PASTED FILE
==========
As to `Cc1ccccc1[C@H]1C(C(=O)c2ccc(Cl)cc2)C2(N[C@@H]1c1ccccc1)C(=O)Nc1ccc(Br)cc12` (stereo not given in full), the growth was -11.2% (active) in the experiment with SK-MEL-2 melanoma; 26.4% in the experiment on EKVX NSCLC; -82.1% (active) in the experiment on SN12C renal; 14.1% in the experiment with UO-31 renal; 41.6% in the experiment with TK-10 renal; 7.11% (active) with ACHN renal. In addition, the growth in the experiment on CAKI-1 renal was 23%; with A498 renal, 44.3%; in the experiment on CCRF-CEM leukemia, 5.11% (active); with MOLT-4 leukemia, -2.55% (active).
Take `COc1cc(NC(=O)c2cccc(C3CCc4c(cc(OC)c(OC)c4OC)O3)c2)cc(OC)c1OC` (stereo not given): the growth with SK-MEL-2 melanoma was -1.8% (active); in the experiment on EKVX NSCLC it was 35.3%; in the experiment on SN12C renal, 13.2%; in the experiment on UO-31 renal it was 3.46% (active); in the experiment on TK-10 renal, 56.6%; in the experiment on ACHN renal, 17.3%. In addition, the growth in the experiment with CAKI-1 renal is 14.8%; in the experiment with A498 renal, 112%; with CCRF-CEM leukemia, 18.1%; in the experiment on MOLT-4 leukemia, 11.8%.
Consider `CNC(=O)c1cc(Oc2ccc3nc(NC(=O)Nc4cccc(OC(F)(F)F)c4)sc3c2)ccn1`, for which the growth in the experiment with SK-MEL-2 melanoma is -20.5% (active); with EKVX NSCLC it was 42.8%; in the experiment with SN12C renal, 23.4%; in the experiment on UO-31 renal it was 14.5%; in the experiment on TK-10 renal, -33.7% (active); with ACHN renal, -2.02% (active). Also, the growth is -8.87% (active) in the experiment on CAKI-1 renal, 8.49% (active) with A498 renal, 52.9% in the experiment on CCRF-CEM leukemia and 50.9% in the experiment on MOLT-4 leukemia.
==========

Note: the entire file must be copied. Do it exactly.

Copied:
As to `Cc1ccccc1[C@H]1C(C(=O)c2ccc(Cl)cc2)C2(N[C@@H]1c1ccccc1)C(=O)Nc1ccc(Br)cc12` (stereo not given in full), the growth was -11.2% (active) in the experiment with SK-MEL-2 melanoma; 26.4% in the experiment on EKVX NSCLC; -82.1% (active) in the experiment on SN12C renal; 14.1% in the experiment with UO-31 renal; 41.6% in the experiment with TK-10 renal; 7.11% (active) with ACHN renal. In addition, the growth in the experiment on CAKI-1 renal was 23%; with A498 renal, 44.3%; in the experiment on CCRF-CEM leukemia, 5.11% (active); with MOLT-4 leukemia, -2.55% (active).
Take `COc1cc(NC(=O)c2cccc(C3CCc4c(cc(OC)c(OC)c4OC)O3)c2)cc(OC)c1OC` (stereo not given): the growth with SK-MEL-2 melanoma was -1.8% (active); in the experiment on EKVX NSCLC it was 35.3%; in the experiment on SN12C renal, 13.2%; in the experiment on UO-31 renal it was 3.46% (active); in the experiment on TK-10 renal, 56.6%; in the experiment on ACHN renal, 17.3%. In addition, the growth in the experiment with CAKI-1 renal is 14.8%; in the experiment with A498 renal, 112%; with CCRF-CEM leukemia, 18.1%; in the experiment on MOLT-4 leukemia, 11.8%.
Consider `CNC(=O)c1cc(Oc2ccc3nc(NC(=O)Nc4cccc(OC(F)(F)F)c4)sc3c2)ccn1`, for which the growth in the experiment with SK-MEL-2 melanoma is -20.5% (active); with EKVX NSCLC it was 42.8%; in the experiment with SN12C renal, 23.4%; in the experiment on UO-31 renal it was 14.5%; in the experiment on TK-10 renal, -33.7% (active); with ACHN renal, -2.02% (active). Also, the growth is -8.87% (active) in the experiment on CAKI-1 renal, 8.49% (active) with A498 renal, 52.9% in the experiment on CCRF-CEM leukemia and 50.9% in the experiment on MOLT-4 leukemia.